- Monitoring Active Directory with the PowerShell module PSADHealth - Mon, Jan 20 2020
- Invoke-Command: Compensating for slow responding computers - Tue, Jan 7 2020
- Invoke-Command: Connecting to computers requiring different credentials - Tue, Dec 31 2019
The toolkit is a collection of scripts and tools that check the internal pieces of Active Directory so you don't have to. It is not a replacement for tools already in place such as DCDiag. Instead, this toolkit comprises tools that my co-writers and I have found nowhere else. The goal of this module is to enable you to know when the core pieces of Active Directory aren't working as expected so you can take action.
What does this module do? ^
This module is a collaboration between myself, Greg Onstot, and Stephen Valdinger. Greg and I are Active Directory admins and we set out to fill the gap that existed in our current set of tools. We both had access to the big-name tools that others probably use every day, tools such as SolarWinds and Splunk. However, even with all the tools we had access to, it still felt like there were pieces of Active Directory that we had no insight into.
- We never knew in real time if replication was working as expected.
- We could never state with confidence whether there were missing DNS SRV records.
- We could never verify whether time was synced correctly with the outside world.
- We couldn't recall the last time anyone even looked at time-sync.
These were just a few of the ideas we thought we could solve by writing some code and building tools to fill the gaps. We built 11 tools that we believe provide insight into Active Directory in ways that most other tools don't or can't. Stevie built the Azure DevOps pipeline automation, improved our code, and built the structure and coding for the module itself.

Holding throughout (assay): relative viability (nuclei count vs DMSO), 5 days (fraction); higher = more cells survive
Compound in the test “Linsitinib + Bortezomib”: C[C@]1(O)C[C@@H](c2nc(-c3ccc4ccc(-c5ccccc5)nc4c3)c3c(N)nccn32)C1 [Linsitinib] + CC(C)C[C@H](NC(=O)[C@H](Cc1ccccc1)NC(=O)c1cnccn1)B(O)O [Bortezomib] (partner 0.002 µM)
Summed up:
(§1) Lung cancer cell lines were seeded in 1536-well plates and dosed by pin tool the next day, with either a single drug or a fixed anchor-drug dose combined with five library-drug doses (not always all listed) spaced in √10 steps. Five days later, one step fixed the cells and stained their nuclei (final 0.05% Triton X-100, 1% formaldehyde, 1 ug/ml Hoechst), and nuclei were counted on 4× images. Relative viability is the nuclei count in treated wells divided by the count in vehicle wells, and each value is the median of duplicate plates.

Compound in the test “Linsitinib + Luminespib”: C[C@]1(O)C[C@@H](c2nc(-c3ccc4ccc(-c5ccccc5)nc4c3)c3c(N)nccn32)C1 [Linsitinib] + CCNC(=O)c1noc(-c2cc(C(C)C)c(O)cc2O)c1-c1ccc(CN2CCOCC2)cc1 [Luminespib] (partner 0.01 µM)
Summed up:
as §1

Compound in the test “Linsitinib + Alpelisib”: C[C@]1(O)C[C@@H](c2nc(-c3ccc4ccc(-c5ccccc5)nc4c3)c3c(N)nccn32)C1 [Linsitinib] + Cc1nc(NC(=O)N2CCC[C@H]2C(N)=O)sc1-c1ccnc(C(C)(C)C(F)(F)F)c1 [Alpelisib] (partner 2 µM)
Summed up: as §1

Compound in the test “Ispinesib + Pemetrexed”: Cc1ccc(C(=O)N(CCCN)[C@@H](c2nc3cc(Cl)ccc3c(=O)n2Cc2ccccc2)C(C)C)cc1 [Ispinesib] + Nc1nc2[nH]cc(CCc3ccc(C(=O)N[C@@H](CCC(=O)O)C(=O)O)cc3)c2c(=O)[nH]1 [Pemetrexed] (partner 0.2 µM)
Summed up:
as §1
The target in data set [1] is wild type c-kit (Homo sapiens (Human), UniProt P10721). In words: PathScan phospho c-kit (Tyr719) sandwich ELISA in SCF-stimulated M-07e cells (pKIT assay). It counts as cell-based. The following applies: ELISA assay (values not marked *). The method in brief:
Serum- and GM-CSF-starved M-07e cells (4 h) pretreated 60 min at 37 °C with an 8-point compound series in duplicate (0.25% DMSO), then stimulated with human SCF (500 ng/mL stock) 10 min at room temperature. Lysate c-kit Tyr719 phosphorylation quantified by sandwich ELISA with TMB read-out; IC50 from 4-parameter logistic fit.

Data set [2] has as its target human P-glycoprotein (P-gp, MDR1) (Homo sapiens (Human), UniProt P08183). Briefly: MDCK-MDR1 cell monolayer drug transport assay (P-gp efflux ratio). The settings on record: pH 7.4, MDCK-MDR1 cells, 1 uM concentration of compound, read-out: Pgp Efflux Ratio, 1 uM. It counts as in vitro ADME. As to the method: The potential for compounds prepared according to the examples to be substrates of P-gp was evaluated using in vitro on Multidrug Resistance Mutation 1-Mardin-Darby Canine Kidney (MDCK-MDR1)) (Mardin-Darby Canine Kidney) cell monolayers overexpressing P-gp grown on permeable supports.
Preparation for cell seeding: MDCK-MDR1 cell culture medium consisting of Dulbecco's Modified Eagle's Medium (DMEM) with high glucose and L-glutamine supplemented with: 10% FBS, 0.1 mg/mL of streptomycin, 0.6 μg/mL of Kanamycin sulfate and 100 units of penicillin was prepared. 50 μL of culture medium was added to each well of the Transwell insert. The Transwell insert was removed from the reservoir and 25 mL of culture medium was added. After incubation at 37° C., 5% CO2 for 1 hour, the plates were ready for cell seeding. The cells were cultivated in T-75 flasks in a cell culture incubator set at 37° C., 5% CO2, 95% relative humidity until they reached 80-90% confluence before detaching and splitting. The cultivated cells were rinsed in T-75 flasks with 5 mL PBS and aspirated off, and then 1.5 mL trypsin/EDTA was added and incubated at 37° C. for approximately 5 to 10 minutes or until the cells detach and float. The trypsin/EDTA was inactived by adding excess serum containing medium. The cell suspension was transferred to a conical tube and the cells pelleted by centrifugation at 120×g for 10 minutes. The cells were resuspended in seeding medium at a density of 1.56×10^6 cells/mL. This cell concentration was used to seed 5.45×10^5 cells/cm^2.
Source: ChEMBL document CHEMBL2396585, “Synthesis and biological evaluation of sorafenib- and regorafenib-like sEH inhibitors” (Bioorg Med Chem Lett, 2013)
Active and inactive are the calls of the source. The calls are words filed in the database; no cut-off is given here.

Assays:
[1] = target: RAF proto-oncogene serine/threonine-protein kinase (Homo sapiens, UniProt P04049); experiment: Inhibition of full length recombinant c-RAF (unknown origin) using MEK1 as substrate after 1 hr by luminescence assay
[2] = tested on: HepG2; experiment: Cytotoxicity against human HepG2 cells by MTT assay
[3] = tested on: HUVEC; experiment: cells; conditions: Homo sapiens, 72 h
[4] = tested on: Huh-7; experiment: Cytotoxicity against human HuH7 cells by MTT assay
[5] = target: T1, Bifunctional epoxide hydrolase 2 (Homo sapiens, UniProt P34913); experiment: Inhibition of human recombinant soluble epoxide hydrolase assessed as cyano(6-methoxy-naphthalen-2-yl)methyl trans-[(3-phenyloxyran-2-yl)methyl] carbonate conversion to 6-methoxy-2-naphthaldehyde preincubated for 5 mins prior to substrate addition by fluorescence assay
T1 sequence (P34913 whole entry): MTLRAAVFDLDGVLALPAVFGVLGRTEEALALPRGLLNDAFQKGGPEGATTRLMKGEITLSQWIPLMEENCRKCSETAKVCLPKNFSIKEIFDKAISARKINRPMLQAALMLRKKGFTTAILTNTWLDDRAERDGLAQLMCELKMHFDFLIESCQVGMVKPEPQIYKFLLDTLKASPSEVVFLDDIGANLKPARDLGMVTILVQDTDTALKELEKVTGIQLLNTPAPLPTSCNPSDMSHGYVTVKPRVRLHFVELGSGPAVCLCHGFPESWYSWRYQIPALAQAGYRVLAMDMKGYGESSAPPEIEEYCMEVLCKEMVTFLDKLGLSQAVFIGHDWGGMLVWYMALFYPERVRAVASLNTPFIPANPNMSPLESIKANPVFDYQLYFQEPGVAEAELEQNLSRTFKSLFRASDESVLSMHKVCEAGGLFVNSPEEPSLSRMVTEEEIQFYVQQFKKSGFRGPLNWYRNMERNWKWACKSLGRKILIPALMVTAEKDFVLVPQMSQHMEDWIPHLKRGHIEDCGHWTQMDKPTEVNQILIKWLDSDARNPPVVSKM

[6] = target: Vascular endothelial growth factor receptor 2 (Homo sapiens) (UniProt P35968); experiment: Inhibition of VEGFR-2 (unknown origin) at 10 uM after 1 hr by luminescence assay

Tools included in module ^
We designed the toolkit to be a standalone set of scripts to monitor core AD functions. The tools check and alert on the following areas of Active Directory:
- Active Directory database backup status
- Domain Controller disk space check
- Service status of core Active Directory services
- Are all DCs online and reachable?
- Are the external DNS servers for each DNS reachable?
- Are all core DNS records (SRV records) in place?
- Is time syncing with an external source?
- Are internal clocks on DCs starting to drift?
- Are there any replication failures?
- Can objects replicate through the domain?
- Are sysvols in sync?
How does the PSADHealth module work? ^
The tools included in this module require very little effort to make them work. You can download the module from your PowerShell command prompt.
Version Name Repository Description
------- ---- ---------- -----------
0.0.7 PSADHealth PSGallery A module for testing and monitoring the core functions of Active Directory .
The module works by running scheduled jobs that produce alerts when one of our tests detects a problem. You can find full instructions on the module and its required configuration at the GitHub Wiki.
The first thing to do after installation is configure the included JSON file. The JSON file is a collection of settings for the tests that will run in your environment. You set values for disk space thresholds and max days between backups, assign an email address to receive alerts, etc. The included sample JSON is below: